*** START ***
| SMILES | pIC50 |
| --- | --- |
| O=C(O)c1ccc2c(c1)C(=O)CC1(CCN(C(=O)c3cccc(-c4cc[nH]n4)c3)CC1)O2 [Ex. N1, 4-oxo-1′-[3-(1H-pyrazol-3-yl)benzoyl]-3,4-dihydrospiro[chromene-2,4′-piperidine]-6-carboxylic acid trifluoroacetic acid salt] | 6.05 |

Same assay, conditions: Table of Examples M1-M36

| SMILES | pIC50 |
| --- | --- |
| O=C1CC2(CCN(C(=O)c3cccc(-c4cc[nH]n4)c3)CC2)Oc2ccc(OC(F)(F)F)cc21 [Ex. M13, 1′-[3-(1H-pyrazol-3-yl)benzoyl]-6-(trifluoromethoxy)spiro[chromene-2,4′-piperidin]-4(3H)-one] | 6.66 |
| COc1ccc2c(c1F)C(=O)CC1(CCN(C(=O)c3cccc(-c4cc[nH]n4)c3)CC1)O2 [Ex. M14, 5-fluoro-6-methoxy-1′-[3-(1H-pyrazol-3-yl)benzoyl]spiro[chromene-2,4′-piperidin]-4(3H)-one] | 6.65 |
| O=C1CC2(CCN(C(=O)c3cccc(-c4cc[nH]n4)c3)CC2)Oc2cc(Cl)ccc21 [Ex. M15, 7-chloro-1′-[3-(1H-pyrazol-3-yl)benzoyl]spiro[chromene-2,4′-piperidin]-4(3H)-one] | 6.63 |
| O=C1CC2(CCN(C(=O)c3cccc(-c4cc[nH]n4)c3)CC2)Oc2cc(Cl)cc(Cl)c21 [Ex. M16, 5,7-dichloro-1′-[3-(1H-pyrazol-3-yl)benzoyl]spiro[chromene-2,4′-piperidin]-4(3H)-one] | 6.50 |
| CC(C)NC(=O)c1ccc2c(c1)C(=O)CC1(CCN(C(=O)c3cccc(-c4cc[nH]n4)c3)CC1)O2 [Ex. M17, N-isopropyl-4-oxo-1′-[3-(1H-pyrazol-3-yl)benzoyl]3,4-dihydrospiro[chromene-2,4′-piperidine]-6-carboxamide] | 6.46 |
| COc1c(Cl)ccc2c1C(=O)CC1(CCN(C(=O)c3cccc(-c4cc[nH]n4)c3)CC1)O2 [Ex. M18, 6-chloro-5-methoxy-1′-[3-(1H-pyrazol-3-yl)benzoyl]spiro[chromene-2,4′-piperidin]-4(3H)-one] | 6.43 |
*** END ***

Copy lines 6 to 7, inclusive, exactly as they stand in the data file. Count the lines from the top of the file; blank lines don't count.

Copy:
| --- | --- |
| O=C1CC2(CCN(C(=O)c3cccc(-c4cc[nH]n4)c3)CC2)Oc2ccc(OC(F)(F)F)cc21 [Ex. M13, 1′-[3-(1H-pyrazol-3-yl)benzoyl]-6-(trifluoromethoxy)spiro[chromene-2,4′-piperidin]-4(3H)-one] | 6.66 |